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Career profile - Bill Parslow, head of ICT and e-government at Brighton and Hove City Council

Senior IT management is about being a jack-of-all-trades and master of none, believes Bill Parslow, head of ICT and e-government at Brighton and Hove City Council.

 

In his role of translating Council strategy into IT terms and working out how systems and technology can best serve business goals, he finds that being an all-rounder who is equally comfortable with right and left brain activities is a definite bonus.

 

“I’m an arbiter and an in-between person whose role it is to understand both ICT and the business. So in this type of job, although you need a logical side to understand the technology, you also need to be a good communicator and grasp things quickly. It’s about having an ability to ask idiot questions no matter who you’re talking to and to have the enthusiasm to use it to best advantage,” Parslow explains.

 

But it also helps having had a colourful background and “being on my fifth or sixth career”. Parslow started his professional life as an industrial chemist in the 1970s before going to the University of Sussex to study English and Drama. After a stint in marketing, he got himself a teaching qualification and went off to instruct the budding Letharios of the East End of London.

 

Finding that such a vocation was not for him, however, he moved on to pastures related, if not new. “I blagged my way into a job doing painting, decorating and plumbing training on a Youth Training Scheme, working with 16 to 17 year olds who had left school and had nothing to do. I didn’t know anything about all that beforehand so used to read up about it in the Readers Digest before I went to work. It was a great job,” Parslow says.

 

This eventually led to a five-year long career in social work dealing with youth offenders, but by 1989, Parslow was off again. “Rather than do a Masters in social work, I did a very crammed 13-month MSc in information systems. It was partly because a friend of mine was a lecturer at the Poly, but it was also partly a money thing - people were being poached from the course and were getting more than I was as manager of the whole youth offending team,” he explains.

 

The conversion course he took was aimed specifically at arts graduates, with the intention of creating a hybrid breed of people that could both understand technology and explain it in a non-threatening way to the lay-person. “It was desperately needed a that time and still is, probably,” says Parslow.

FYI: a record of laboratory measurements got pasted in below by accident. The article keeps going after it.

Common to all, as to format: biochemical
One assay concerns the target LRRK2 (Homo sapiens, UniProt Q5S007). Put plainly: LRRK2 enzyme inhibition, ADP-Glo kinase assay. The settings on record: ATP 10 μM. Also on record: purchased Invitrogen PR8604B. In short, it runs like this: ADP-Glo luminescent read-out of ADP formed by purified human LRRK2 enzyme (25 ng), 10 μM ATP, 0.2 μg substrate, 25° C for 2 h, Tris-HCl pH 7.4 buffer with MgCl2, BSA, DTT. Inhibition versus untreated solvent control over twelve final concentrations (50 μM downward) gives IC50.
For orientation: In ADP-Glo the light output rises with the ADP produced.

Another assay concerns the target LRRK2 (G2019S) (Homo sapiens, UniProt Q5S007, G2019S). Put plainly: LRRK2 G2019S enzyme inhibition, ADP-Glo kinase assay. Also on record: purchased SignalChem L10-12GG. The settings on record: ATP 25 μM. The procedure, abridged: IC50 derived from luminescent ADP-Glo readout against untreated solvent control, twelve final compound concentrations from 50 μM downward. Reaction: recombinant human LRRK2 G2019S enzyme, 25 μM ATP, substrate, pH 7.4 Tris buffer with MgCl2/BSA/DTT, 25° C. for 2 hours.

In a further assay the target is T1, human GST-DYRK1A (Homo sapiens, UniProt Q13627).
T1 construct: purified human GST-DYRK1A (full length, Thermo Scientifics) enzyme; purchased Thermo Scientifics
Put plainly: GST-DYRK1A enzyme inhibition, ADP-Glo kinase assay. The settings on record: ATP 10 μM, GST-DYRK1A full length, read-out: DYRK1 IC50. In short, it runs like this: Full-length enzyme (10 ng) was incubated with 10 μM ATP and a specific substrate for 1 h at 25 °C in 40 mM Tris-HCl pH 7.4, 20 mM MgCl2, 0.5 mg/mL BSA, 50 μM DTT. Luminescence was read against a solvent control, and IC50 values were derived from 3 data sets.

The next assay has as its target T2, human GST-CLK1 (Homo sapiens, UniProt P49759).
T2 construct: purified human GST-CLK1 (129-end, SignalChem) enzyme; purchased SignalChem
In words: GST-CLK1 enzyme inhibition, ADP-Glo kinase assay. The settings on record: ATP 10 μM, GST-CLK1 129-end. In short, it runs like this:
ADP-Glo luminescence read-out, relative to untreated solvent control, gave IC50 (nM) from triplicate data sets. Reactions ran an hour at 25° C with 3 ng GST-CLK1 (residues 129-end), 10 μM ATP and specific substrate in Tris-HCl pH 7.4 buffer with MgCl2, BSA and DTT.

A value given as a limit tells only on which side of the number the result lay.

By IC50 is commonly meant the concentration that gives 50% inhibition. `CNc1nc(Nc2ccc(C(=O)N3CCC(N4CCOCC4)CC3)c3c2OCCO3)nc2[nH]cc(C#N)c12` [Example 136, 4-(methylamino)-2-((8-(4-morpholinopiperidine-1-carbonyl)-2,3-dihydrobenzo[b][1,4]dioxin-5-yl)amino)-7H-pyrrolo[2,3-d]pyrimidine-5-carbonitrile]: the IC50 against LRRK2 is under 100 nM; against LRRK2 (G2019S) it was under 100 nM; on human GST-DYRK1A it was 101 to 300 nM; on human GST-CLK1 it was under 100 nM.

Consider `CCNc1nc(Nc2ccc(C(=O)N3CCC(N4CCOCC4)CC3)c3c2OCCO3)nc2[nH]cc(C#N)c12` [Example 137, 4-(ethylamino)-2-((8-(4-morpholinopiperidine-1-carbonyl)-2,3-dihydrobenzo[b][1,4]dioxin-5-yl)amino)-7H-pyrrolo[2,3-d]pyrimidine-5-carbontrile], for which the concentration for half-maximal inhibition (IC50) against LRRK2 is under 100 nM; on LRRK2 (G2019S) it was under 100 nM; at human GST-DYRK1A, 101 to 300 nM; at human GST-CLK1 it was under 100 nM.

His first IT job in the corporate world of KPMG, however, was “a huge culture shock”. But the “change from being a scruff to a knowledge engineer and systems analyst in a pinstripe suit” was to last for only a couple of years before Parslow took voluntary redundancy when the office moved from London to Watford .

 

His next move was to spend five happy years heading up the IT department for the Human Fertilisation and Embryology Authority, but by 1997, change was in the air again.

 

After his wife and two of his sons were struck down with ME, it became clear that a radical lifestyle change was needed and this involved a move back to Brighton from London . Parslow saw a job advertised at the Council for an ICT consultant and took it.

 

“When I moved to Brighton , there weren’t any immediately sexy projects to do, but there was some disaster recovery impact analysis stuff lying around. Everyone else thought it was boring, but I thought it would be a great opportunity to get myself known across all the different departments. That’s why I’ve popped up here after doing a variety of technical and support jobs – because I got to know everyone in that first year and it paid off,” he says.

 

And it is networking that he feels is key to any career advancement. “It’s very important. Too many people don’t go and talk to other people that are doing different things, but it’s really valuable to get yourself known and to try and get a sense of where you can add value. It’s about networking and communicating all the time,” Parslow explains.

 

And it is this theme of communication that has been a recurrent strand throughout all of the various careers he has undertaken, but is as valuable a skill now as it ever was.

 

“About 95 per cent of my job is people management and at this level, it’s about managing the managers that manage the managers. But it’s also about working with people and being able to listen in quite a humble way to your technical staff. You have to have confidence and trust that they’ll understand and plan and deliver technical projects that you couldn’t do yourself,” he says.

 

On the other hand, being able to talk to members of the business, whether that means other senior managers, lawyers, end users or support staff, is also crucial.

 

“It’s pretty important that you can be trusted not to pull the wool over someone’s eyes and that people feel confident you’ll put things to them in everyday language so they don’t feel taken for a ride. Integrity is one of the key attributes of any senior manager, but it’s also necessary to have a sense of humour in this job,” he concludes.

 

 

 

 


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